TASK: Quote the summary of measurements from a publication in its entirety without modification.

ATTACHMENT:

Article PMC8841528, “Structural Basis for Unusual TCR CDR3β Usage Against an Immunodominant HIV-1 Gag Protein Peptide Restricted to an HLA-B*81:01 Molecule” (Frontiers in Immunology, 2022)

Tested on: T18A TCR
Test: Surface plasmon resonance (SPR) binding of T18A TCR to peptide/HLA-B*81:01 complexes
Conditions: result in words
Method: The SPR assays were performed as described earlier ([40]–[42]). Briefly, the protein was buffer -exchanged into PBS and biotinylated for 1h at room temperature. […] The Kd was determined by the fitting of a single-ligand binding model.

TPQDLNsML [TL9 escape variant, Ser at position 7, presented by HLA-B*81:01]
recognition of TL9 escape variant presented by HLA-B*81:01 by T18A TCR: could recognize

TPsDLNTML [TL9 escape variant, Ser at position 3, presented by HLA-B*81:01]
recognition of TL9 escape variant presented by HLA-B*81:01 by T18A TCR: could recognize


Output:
Article PMC8841528, “Structural Basis for Unusual TCR CDR3β Usage Against an Immunodominant HIV-1 Gag Protein Peptide Restricted to an HLA-B*81:01 Molecule” (Frontiers in Immunology, 2022)

Tested on: T18A TCR
Test: Surface plasmon resonance (SPR) binding of T18A TCR to peptide/HLA-B*81:01 complexes
Conditions: result in words
Method: The SPR assays were performed as described earlier ([40]–[42]). Briefly, the protein was buffer -exchanged into PBS and biotinylated for 1h at room temperature. […] The Kd was determined by the fitting of a single-ligand binding model.

TPQDLNsML [TL9 escape variant, Ser at position 7, presented by HLA-B*81:01]
recognition of TL9 escape variant presented by HLA-B*81:01 by T18A TCR: could recognize

TPsDLNTML [TL9 escape variant, Ser at position 3, presented by HLA-B*81:01]
recognition of TL9 escape variant presented by HLA-B*81:01 by T18A TCR: could recognize